Scott Hanselman

Hanselminutes Podcast 47 - How to start your own MicroISV

January 18, '07 Comments [4] Posted in Musings
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My forty-seventh Podcast is up. In this one, we talk to Leon the SecretGeek - who is 1/2 of TimeSnapper - about his 25 steps to starting your own MicroISV. NOTE: We cover most of the steps in the interview, but you'll want to visit http://www.secretgeek.net/25steps.asp today for the complete list.

We're listed in the iTunes Podcast Directory, so I encourage you to subscribe with a single click (two in Firefox) with the button below. For those of you on slower connections there are lo-fi and torrent-based versions as well.

Subscribe: Feed-icon-16x16 Subscribe to my Podcast in iTunes

Links from the show are also always on the show site. This particular show had some great links, do check them out. Do also remember the archives are always up and they have PDF Transcripts, a little known feature that show up a few weeks after each show.

Our sponsors are CodeSmith Tools, /n software and the .NET Dev Journal.

As I've said before this show comes to you with the audio expertise and stewardship of Carl Franklin. The name comes from Travis Illig, but the goal of the show is simple. Avoid wasting the listener's time. (and make the commute less boring)

  • The basic MP3 feed is here, and the iPod friendly one is here. There's a number of other ways you can get it (streaming, straight download, etc) that are all up on the site just below the fold. I use iTunes, myself, to listen to most podcasts, but I also use FeedDemon and it's built in support.
  • Note that for now, because of bandwidth constraints, the feeds always have just the current show. If you want to get an old show (and because many Podcasting Clients aren't smart enough to not download the file more than once) you can always find them at http://www.hanselminutes.com.
  • I have, and will, also include the enclosures to this feed you're reading, so if you're already subscribed to ComputerZen and you're not interested in cluttering your life with another feed, you have the choice to get the 'cast as well.
  • If there's a topic you'd like to hear, perhaps one that is better spoken than presented on a blog, or a great tool you can't live without, contact me and I'll get it in the queue!

Enjoy. Who knows what'll happen in the next show?

About Scott

Scott Hanselman is a former professor, former Chief Architect in finance, now speaker, consultant, father, diabetic, and Microsoft employee. He is a failed stand-up comic, a cornrower, and a book author.

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Optimus Mini Three Keyboard and Windows Vista SideShow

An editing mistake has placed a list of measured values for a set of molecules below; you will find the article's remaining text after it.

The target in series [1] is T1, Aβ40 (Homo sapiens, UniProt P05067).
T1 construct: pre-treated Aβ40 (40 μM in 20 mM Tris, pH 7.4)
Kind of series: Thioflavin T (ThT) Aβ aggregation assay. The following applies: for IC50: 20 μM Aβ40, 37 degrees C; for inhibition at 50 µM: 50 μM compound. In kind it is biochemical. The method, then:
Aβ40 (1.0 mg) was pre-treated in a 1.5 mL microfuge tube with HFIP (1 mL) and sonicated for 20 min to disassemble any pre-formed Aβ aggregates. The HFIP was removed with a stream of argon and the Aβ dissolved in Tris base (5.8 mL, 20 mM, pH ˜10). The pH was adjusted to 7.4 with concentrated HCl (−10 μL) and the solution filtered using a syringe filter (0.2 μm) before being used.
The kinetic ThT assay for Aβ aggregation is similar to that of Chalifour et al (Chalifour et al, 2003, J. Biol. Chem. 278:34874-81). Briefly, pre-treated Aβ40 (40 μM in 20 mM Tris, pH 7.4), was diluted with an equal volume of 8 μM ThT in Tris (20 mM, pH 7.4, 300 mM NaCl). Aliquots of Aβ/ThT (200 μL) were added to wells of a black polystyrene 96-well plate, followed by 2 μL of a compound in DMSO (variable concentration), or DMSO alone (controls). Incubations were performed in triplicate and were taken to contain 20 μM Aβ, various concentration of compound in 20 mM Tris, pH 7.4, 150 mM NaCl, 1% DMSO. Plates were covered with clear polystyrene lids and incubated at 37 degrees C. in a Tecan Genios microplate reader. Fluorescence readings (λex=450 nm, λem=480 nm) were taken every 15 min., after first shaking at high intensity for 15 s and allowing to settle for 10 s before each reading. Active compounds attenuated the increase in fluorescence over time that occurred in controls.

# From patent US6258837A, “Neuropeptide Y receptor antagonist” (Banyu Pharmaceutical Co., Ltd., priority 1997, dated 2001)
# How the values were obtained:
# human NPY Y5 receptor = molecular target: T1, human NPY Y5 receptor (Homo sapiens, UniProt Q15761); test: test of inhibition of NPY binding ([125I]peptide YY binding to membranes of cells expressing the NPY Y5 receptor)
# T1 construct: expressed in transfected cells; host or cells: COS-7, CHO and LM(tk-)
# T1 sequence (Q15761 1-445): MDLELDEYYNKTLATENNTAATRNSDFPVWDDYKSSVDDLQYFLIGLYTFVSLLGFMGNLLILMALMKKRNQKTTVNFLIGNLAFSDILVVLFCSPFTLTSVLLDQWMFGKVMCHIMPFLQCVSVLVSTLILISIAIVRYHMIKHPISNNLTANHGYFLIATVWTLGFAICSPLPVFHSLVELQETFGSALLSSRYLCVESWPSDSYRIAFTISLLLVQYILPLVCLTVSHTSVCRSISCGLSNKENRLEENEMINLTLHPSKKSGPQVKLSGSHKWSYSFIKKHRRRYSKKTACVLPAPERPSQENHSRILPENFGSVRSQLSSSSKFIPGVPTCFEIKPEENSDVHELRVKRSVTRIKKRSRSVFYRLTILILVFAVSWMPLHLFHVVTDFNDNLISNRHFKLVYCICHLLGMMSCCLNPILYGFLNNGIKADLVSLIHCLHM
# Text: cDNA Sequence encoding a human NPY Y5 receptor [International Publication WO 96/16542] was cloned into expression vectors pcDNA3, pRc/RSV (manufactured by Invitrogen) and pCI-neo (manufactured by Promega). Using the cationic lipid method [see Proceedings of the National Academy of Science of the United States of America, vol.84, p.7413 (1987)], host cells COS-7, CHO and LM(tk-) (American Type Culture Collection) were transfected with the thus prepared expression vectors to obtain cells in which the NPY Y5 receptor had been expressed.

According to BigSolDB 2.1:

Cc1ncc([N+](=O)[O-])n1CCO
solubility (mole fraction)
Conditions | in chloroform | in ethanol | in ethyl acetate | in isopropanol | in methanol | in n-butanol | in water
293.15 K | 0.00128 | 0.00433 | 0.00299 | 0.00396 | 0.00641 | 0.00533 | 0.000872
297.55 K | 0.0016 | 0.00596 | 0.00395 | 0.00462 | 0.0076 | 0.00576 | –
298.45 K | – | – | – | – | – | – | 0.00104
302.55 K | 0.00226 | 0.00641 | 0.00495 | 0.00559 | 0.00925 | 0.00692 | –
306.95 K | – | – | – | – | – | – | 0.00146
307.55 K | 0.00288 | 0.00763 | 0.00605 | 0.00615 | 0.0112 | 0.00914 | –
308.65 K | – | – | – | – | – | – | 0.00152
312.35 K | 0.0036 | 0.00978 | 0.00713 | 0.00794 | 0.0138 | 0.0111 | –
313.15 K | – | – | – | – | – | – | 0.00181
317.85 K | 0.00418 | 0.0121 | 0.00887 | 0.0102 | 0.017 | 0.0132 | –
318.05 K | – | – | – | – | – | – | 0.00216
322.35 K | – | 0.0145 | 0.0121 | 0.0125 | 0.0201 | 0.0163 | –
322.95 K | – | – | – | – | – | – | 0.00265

January 18, '07 Comments [5] Posted in Tools
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Golly, it sure seems to me that the Optimus Mini Three Keyboard (ThinkGeek - ORDERED) would really suit Windows Vista SideShow very nicely. SideShow is Vista direct support for "helper displays." That might be three lines of LCD text on the back of a laptop on standby, or it might be a 320x240 color screen on your wall talking bluetooth. It'll certainly make Continuous Integration build monitors fun to write. :)

Of course McLaws is already over the general SideShow idea, and the the list is obvious. As SideShow APIs are fairly clear (MSDN) and the SideShow blog is very active, so I predict a LOT of motion in this direction soon.

Here's some ideas on what needs to be written:

  • SideShow adapters for Ceiva picture frames. Actually, this is a great idea. I think I'll start with this guy's Serial Port adapter for Ceiva, and flash my old picture frame with Linux, then write the SideShow stuff in C#.
  • SideShow using your PocketPC or SmartPhone as the display, over Bluetooth or WiFi.
  • A user-written XNA game for 360, where the XBox360 itself is the SideShow display.
  • Making a CrystalFontz LCD work with SideShow. Hm...I've got one of these lying around. I don't think there's a minimum device standard.
  • SideShow for the Optimus Mini-Three...this would ROCK. That'll be worked on this weekend...
  • I wonder if I can control the LCD on my Canon Pixma m550 Printer?
  • How long until Logitech updates the G15? They're obviously working on it - they'd be incredibly short sighted not to - it's too bad they haven't jumped in earlier with beta stuff.
  • There will be better Remotes that'll do it, but too bad my Harmony 880 Remote isn't wireless...

If your a company and you've got a cool device, email me, and let's talk about getting SideShow to talk to it, and I'll do a Coding4Fun article on SideShow. If you're the SideShow team, let me know what device isn't done yet, and I'll do it.

One very lovely thing to note about SideShow that will enable all sorts of crazy nonsense - from the docs: